Okay, so what's a metagrobologist? If you’re a Curiosity Box subscriber, especially one who reads these newsletters about the conundrums that arrive in your box, then you are: a metagrobologist is a person who studies and ruminates about puzzles! Even though it sounds like a word cobbled together from latin roots like "meta” and the “graboid” monsters from the sci-fi cinematic classic *Tremors*, the term was actually created as a joke in the 17th century by french satirist François Rabelais; he invented it as a verb (*métagaboulizer*) meaning “to puzzle or mystify." Later English-speaking puzzlers turned it into a noun.

So what can we learn about your new puzzles? To start with, far from just a simple set of blocks tied together with a string, snake puzzles model fascinating and complex mathematical concepts, and inspire cutting-edge biological research. And of course, they’ve also got a link to Hamilton - not Alexander, of Broadway (and constitutional) fame, but William Rowan Hamilton, the 19th century mathematician and Royal Astronomer of Ireland, who gives his name to the concept of the Hamiltonian Path.

Hamilton invented a puzzle called the Icosian Game: given an icosahedron, the player needed to find a path around the outer edges which visited each vertex once, and then returned to the start. It’s a brain-challenging mathematical game and led Hamilton to lend his name to the solution: the Hamiltonian Path. An HP is a route through a graph that visits each vertex exactly once; and when solved, that describes your snake puzzle! A properly folded snake puzzle shows a path through a 3 x 3 cubic grid graph that visits each space in the square one time.

This puts the snake puzzle in the category of graphing puzzles, which includes other famous mathematical puzzles that make use of graph theory. Some of the most famous of these, the Five Room Puzzle and the Seven Bridges of Königsberg, eventually were found to be unsolvable. Luckily, your snake puzzle definitely is - it’ll just tax your spatial reasoning and problem solving abilities to their utmost.

It’s also possible to mathematically calculate the possible number of different snake puzzles that can be made; in this case, it turns out that there are 11,487 possible ways to make a snake cube puzzle, each with the blocks attached a different way. And one of the interesting things is that they have different numbers of solutions: some of these snake cubes can be solved in only one way, others have multiple possible solutions - up to 142.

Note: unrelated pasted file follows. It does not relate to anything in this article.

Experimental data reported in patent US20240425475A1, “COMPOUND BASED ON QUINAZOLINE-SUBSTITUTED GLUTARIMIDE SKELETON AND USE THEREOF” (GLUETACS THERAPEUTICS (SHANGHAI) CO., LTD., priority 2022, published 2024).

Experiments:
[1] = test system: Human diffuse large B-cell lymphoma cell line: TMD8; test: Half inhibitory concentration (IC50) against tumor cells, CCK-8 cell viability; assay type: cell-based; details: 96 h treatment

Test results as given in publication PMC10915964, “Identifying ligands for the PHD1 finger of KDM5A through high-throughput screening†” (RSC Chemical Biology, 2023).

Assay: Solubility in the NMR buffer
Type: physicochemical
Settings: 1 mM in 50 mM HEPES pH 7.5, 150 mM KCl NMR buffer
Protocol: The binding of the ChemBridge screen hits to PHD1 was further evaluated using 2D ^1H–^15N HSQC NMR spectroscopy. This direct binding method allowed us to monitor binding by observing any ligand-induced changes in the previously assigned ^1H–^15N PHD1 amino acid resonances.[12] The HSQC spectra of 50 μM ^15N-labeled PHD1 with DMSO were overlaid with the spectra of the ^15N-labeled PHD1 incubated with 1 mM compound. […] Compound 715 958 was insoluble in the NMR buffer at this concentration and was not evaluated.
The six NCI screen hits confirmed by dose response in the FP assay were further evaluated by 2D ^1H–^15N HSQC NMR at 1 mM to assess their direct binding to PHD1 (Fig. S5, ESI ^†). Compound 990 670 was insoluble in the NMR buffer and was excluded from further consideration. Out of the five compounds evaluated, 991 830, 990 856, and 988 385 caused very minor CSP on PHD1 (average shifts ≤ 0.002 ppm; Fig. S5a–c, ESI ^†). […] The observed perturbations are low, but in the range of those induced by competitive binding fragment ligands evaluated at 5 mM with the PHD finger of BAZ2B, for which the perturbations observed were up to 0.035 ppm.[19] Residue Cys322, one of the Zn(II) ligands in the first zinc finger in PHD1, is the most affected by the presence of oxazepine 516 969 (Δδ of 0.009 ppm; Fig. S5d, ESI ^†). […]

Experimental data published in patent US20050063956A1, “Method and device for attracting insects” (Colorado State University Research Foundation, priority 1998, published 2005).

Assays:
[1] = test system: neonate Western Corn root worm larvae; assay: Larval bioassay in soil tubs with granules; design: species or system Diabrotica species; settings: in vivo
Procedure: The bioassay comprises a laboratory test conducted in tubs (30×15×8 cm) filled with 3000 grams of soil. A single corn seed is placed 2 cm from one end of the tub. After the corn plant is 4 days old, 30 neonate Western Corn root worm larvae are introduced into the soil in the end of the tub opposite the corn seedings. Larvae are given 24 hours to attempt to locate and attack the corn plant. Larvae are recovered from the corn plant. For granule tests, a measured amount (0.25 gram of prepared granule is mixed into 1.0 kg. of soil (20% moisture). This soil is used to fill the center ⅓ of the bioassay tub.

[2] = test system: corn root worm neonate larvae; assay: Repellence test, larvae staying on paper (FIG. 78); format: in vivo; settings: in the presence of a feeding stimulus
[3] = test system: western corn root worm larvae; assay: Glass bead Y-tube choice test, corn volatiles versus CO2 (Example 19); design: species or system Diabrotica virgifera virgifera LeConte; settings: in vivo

Of those 11,487 possible types, there are six common organizations of the snake puzzle; and they’re often color coded. You can see those iterations on this excellent website. Based on the configurations shown, can you figure out which type you have? Hint: it’s not necessarily related to the green color of your puzzle.

But metagrobology isn’t just about puzzles, it’s sometimes about what else you can learn from them: biologists use the snake cube puzzle to model mechanisms of protein folding. By doing so, they have theorized that the final 3-dimensional structure of some amino acids may in fact be determined by the pattern in which they fold; it’s like saying the snake form of your puzzle was back engineered because they needed a shape that could be folded into that 3 x 3 cube (which is sort of true). You can read one such study here.

The burr puzzle is quite different from the snake, but just as interesting! Burr puzzles have been around for literally hundreds of years, and possibly thousands: there are theories they evolved from Chinese woodworking techniques first developed in the 4th century BCE, and the first one shown in print turns up in the 1698 book *Cyclopædia: or, An Universal Dictionary of Arts and Sciences*. They became especially popular after metagrobologist Edwin Wyatt included them in his famous 1928 book on wooden puzzles. Wyatt called them "burr puzzles" because the shape reminded him of the burr seeds that sometimes get caught on your clothes when you go hiking.

In the 1970s, Bill Cutler and Arthur Cross started analyzing burr puzzles, calculating how many different ways the pieces could be shaped, and the number of burr puzzles you could create from those pieces. Your burr is what they call a “classic” 6-piece burr, which has 26 possible piece shapes that can be assembled into a puzzle in one of 314 different ways (though each puzzle has only one solution). They even figured out a way to make a puzzle called a Holey 6 Piece Burr, featuring “blind alley, internal space” pieces, whose shapes can be formed into a total of 35,657,131,235 different puzzles! They calculated this out in 1990; at that time the standard computing speed was 8 mhz, at which rate it would have taken 62.5 years of computer time to crunch the numbers. Cutler and Cross were able to cut that down by using the fastest computers of the day, including a Cray-1, one of the first supercomputers.

The Snake and Burr puzzles are mathematical conundrums, engaging problem solving games, and inspirations for scientific discovery, and we hope you enjoy solving them as much as we do!